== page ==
Toulon, USAP, Biarritz and the Spirit of French Rugby
Peter Steinberg December 20th, 2012
Last week was a great opportunity for me to get a taste of French rugby. Nigel Melville opened the door to the Toulon Rugby Club through Olivier Azam. Olivier had played for Nigel when he was at Gloucester and was a very generous host at Toulon. I have been to a number of professional teams and Toulon was by far the most welcoming. On my first morning almost every player came up to welcome me and introduce themselves. This included all the internationals on the team like Johnny Wilkinson, Joe van Niekirk, Freddy Michilak etc.
The Director of Rugby at Toulon is Benard Laporte, the former French National Team coach. It was great to see him work with his team and develop their attacking structure. I spent some time with him on the second day talking about his approach – which was half in English and half in French! On both days the majority of the time was spent in their “collective” work where they play 15v15. I picked up a lot on the 2 days, and one of the things I will definitely take away was the having the forwards and backs in different colored pinnies so you can see the shape of the attack and defense and who is where on defense. Of course it was also amazing to see all these players put in extra work, even when they were world class players. After practice most of the team hung around and worked on some specific skills…and the last one to leave each day was Johnny!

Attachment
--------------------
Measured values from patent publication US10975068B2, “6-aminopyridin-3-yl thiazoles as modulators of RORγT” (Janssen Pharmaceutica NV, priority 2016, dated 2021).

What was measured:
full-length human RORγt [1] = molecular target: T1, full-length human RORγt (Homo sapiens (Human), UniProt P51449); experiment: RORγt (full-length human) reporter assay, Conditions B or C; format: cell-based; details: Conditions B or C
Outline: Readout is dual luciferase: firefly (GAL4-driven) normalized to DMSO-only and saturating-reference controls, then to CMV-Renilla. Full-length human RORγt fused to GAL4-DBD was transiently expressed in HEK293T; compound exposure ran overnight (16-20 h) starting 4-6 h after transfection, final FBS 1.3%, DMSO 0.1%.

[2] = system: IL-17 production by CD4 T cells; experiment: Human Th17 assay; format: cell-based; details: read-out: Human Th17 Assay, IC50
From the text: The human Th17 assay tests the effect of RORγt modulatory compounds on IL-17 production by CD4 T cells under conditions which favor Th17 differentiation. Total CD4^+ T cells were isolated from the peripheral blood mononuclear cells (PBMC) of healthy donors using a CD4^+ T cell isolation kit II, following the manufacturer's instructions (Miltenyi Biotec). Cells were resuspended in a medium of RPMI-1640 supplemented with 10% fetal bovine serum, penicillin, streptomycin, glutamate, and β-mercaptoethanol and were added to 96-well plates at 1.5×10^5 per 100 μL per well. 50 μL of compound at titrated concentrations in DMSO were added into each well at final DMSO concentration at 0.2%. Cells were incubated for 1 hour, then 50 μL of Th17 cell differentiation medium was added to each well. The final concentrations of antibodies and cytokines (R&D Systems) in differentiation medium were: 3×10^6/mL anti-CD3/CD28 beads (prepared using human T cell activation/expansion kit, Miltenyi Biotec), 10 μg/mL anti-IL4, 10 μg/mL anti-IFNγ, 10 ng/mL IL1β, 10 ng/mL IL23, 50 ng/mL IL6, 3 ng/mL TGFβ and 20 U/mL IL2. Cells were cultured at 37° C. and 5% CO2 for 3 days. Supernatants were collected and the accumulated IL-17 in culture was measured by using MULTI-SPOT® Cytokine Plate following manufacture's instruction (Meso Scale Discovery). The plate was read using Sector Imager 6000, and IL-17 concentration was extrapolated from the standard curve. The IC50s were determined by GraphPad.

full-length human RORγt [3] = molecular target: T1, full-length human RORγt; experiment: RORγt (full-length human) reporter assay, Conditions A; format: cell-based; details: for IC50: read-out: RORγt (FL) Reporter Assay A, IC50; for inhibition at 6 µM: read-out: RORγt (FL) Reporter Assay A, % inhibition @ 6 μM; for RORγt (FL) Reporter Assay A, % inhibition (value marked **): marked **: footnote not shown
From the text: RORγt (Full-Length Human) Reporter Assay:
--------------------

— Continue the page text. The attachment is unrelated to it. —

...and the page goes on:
After my trip to Toulon I had a weekend of watching rugby as I saw Biarritz play Connacht, USAP men play Worcester and the USAP women play Bobigny. The women’s game was by far the best match of the weekend as USAP pulled away in the second half. After the match I caught up with the French Women’s backs coach and we talked for 30 minutes. I then caught up with Henri Sagol, who was the former coach of USAP (and Toulouges as it was before). Henri and I have known each other for 8 years as in 2004 Penn State played the Toulouges team, and beat us by over 100-0! He has won 5 French Championships and has worked with the French National Team several times. He is one of the early pioneers of the French women’s game.
Henri and I had a great conversation about the “French style” of play. Henri believes that there are two parts to the French approach. The first is the way that they practice – the collective – with forwards and backs playing together. This is unlike the Anglo-Saxon approach that has lots of skills and technical work and a team run. The collective work (or general movement) is what Laporte did with Toulon and in the 45 minutes of “collective” only the last 10 minutes were from scrums or lineouts. Everything else was from particular situations – go forward ball, go backwards, turnover etc.
The second thing that Henri talked about was how, to the French, that rugby was more about their spirit, that it came from the heart. The fact is the French love the brutality of rugby. It is the physical nature of the game that is evident more than they passing and running that you think of. At both women’s games I have seen there has been a real fight with fists flying. I am struggling to remember if I have seen a fight in a women’s match in the US. But it is that passion that defines French rugby and it is that passion that allows them to move the ball around and play with such width and adventure, and also to step up and fight for their teammates.